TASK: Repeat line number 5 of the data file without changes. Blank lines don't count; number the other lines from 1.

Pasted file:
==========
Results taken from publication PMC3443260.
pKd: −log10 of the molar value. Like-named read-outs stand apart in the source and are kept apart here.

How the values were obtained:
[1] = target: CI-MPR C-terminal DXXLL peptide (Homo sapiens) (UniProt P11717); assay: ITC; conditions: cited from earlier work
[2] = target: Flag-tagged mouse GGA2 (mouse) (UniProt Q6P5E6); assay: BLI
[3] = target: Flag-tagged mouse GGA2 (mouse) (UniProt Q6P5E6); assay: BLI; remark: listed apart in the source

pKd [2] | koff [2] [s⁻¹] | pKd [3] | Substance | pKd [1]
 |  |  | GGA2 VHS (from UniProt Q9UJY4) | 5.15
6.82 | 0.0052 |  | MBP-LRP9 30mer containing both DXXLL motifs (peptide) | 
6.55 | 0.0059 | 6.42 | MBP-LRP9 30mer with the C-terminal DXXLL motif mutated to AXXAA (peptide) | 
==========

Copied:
[2] = target: Flag-tagged mouse GGA2 (mouse) (UniProt Q6P5E6); assay: BLI